Green Book vs. Blue Book Clinical Clerkships Explained

I know this may be confusing to some but it’s very simple once you fully understand the difference. A hospital that has a residency for a certain program will have a green book status for that particular rotation. And if there are other rotations then it will fall as a blue book.
For example, for Jackson Park Hospital, it has a family medicine residency program; therefore, the family medicine rotation for medical students counts as a green book rotation. However, the internal medicine rotation at Jackson Park Hospital counts as a blue book because the hospital does not have an internal medicine residency program there. Other core rotations count in the same category such as Psychiatry, OB/GYN, Pediatrics, and Surgery.
If you want to go for Internal Medicine residency then you may want to do your Internal Medicine clerkship at Mercy Hospital instead of Jackson Park Hospital. Some residency programs prefer their applicants to do all their core rotations with a green book status; however it’s not universal so don’t worry about it. The reason I say this is that a lot of FMGs get residency programs in IM but they have no US clinical clerkship experiences. With SJSM you have 80 weeks of US clinical clerkships so that’s why you shouldn’t worry about it.  The same goes with other non SJSM Caribbean students, they have 72 weeks of US clinical clerships.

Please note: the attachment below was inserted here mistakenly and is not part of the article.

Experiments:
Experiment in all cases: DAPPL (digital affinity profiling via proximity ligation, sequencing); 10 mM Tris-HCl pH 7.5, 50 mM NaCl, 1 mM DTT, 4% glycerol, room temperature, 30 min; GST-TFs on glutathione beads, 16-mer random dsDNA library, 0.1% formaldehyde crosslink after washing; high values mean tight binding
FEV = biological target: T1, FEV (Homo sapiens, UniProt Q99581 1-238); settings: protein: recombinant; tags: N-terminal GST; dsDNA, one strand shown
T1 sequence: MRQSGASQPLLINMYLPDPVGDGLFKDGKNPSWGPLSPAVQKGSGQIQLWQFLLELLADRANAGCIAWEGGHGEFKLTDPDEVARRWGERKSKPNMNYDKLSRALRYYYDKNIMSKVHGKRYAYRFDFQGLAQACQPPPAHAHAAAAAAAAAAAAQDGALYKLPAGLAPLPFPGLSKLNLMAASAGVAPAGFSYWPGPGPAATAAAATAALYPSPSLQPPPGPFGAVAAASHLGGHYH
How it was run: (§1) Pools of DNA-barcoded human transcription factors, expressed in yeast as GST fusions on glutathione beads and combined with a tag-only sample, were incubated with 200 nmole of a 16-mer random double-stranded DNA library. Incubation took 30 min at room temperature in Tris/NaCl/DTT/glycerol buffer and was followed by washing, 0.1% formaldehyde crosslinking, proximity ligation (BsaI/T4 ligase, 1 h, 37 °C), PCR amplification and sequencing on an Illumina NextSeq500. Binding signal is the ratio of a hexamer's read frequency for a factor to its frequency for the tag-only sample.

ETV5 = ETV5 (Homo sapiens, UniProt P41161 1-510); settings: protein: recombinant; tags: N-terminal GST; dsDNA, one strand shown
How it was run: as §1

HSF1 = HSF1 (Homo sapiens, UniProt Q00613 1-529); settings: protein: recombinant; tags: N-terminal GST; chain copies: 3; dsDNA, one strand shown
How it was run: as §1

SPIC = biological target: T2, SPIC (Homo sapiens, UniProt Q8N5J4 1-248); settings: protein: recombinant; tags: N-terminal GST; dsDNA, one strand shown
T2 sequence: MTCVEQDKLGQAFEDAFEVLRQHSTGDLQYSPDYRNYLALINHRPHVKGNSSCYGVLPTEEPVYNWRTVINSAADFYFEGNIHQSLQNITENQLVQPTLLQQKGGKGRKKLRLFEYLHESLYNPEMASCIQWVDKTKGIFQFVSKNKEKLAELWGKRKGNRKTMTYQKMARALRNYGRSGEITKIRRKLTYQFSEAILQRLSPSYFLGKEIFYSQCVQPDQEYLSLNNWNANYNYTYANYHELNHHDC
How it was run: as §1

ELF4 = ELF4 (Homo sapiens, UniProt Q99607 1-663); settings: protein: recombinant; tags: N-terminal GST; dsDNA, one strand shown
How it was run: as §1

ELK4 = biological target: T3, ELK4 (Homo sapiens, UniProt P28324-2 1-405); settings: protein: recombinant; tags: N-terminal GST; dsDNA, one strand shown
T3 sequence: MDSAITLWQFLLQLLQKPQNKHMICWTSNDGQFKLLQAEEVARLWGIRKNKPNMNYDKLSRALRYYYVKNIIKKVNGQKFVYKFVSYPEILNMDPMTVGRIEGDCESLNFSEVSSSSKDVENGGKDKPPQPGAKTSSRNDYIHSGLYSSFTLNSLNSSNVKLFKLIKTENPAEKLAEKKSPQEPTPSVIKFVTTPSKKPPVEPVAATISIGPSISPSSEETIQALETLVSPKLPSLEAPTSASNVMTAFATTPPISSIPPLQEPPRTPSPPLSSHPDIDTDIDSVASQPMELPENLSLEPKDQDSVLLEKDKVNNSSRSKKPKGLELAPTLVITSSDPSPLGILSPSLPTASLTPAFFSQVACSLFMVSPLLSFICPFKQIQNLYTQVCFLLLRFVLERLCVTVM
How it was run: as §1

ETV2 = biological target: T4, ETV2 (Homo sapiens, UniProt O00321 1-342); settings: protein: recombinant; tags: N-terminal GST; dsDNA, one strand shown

2 thoughts on “Green Book vs. Blue Book Clinical Clerkships Explained”

  1. Thanks for clearing this issue up. As a carib med student can you do electives at hospitals that are neither green or blue book and still be eligible for residency?

  2. @Anonymous: yes those electives will count because only the cores are supposed to be conducted in a ACGME approved site like Jackson Park Hospital or Mercy Hospital

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